Numerous novel adaptations characterise the radiation of notothenioids, the dominant fish group in the freezing seas of the Southern Ocean. To improve understanding of the evolution of this iconic fish group, here we generate and analyse new genome assemblies for 24 species covering all major subgroups of the radiation, including five long-read assemblies. We present a new estimate for the onset of the radiation at 10.7 million years ago, based on a time-calibrated phylogeny derived from genome-wide sequence data. We identify a two-fold variation in genome size, driven by expansion of multiple transposable element families, and use the long-read data to reconstruct two evolutionarily important, highly repetitive gene family loci. First, we present the most complete reconstruction to date of the antifreeze glycoprotein gene family, whose emergence enabled survival in sub-zero temperatures, showing the expansion of the antifreeze gene locus from the ancestral to the derived state. Second, we trace the loss of haemoglobin genes in icefishes, the only vertebrates lacking functional haemoglobins, through complete reconstruction of the two haemoglobin gene clusters across notothenioid families. Both the haemoglobin and antifreeze genomic loci are characterised by multiple transposon expansions that may have driven the evolutionary history of these genes.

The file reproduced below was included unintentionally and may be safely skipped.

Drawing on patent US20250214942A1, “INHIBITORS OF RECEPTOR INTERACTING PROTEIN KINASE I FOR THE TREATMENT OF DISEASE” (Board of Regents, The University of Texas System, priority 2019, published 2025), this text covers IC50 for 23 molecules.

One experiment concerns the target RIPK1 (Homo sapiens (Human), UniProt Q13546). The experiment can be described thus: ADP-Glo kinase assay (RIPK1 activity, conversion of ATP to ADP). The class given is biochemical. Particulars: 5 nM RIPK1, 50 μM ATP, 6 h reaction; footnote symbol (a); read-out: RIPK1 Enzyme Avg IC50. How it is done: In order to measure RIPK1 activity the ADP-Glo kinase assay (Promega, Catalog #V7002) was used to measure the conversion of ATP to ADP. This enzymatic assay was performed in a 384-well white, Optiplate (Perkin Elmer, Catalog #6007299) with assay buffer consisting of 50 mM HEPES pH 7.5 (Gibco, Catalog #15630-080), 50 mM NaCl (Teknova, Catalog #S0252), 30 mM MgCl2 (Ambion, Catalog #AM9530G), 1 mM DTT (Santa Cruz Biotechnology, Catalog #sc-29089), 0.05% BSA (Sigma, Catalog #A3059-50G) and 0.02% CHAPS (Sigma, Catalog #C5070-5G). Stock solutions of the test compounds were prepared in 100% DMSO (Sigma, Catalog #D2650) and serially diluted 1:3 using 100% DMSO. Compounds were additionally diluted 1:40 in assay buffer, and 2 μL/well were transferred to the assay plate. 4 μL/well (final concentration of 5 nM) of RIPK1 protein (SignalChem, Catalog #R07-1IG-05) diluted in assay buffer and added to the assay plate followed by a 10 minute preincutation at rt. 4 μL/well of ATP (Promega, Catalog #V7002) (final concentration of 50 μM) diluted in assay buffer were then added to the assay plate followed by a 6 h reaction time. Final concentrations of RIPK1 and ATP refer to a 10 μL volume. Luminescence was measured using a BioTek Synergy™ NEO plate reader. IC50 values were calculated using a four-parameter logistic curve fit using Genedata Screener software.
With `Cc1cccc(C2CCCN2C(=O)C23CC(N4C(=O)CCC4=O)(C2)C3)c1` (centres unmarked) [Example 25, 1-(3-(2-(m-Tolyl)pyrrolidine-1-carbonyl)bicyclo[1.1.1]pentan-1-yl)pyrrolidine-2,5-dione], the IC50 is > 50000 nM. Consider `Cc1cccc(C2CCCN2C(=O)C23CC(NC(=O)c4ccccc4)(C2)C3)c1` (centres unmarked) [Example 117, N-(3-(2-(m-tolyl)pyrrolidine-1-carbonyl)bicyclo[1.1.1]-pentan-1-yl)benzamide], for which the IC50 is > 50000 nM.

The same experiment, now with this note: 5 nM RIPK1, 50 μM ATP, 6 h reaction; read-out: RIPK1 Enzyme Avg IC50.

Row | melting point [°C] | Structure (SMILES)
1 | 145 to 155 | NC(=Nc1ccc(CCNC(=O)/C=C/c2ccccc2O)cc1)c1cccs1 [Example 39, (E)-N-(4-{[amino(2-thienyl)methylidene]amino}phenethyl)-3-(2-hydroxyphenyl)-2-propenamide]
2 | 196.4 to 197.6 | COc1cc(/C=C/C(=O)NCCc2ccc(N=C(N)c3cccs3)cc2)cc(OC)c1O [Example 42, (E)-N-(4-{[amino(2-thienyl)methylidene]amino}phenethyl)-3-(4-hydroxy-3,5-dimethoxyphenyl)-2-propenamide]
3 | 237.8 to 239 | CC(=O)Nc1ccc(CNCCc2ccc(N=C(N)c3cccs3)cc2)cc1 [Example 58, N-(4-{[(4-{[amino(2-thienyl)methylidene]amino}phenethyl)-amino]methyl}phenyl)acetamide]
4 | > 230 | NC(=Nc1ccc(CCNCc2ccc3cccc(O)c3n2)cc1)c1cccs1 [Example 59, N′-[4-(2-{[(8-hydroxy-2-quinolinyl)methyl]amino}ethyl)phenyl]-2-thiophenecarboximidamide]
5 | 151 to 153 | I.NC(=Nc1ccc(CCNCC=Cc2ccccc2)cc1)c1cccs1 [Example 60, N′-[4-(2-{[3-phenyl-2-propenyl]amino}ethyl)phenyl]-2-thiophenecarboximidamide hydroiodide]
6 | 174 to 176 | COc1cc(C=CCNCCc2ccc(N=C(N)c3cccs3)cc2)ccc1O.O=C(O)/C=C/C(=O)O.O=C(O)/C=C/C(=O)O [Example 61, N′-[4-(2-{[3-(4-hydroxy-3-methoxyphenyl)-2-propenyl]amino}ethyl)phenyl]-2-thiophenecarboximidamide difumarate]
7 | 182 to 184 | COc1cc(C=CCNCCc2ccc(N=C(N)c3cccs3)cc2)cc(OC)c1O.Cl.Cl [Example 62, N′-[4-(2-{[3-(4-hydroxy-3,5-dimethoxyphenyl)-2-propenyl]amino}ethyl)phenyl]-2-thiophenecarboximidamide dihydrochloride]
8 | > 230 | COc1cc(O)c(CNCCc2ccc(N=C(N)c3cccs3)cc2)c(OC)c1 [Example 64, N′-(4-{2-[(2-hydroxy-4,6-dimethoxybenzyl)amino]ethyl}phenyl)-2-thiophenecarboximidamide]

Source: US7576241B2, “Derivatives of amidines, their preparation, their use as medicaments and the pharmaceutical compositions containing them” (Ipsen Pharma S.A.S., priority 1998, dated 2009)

The suborder Notothenioidei is a textbook example of a marine fish adaptive radiation, with notothenioids being the dominant fish group of the Southern Ocean, both in terms of species richness and biomass, comprising between 130–140 species1,2,3 (Fig. 1a). The establishment and initial diversification of the notothenioids is closely linked to the separation of the Antarctic continent from surrounding land masses and the subsequent establishment of the Antarctic Circumpolar Current (ACC)4 (Fig. 1b). Formation of the ACC exacerbated the isolation of the Antarctic continent and contributed to cooling of the surrounding waters, glaciation of the continent, and appearance of sea ice5. These events in turn extirpated most of the original temperate fish fauna, and notothenioids expanded to fill the abandoned niches as they evolved adaptations to life in the isolated, cold, and highly oxygenated waters of the Southern Ocean6,7. Since notothenioids include species occurring in cool-temperate non-Antarctic regions8, as well as species occurring in icy, freezing higher latitudes (known as the “Antarctic clade” or Cryonotothenioidea (cryonotothenioids))9, they represent a powerful model for the study of the genomic origins of extremophiles. Adaptations to cold include the presence of antifreeze glycoproteins (AFGPs)10, the lack of the classic heat shock response11, and the presence of giant muscle fibres in some notothenioids12. Further, a striking respiratory phenotype arose in the derived family Channichthyidae (“icefishes”), including the complete loss of functional haemoglobins in all of its species and the loss of cardiac myoglobin in six of them13. While haemoglobin loss was not lethal in the oxygenated waters of the cold Southern Ocean, these losses were likely not without fitness consequences, as indicated by numerous compensatory cardiovascular adaptations, including enlarged hearts, and increased vascular bores4.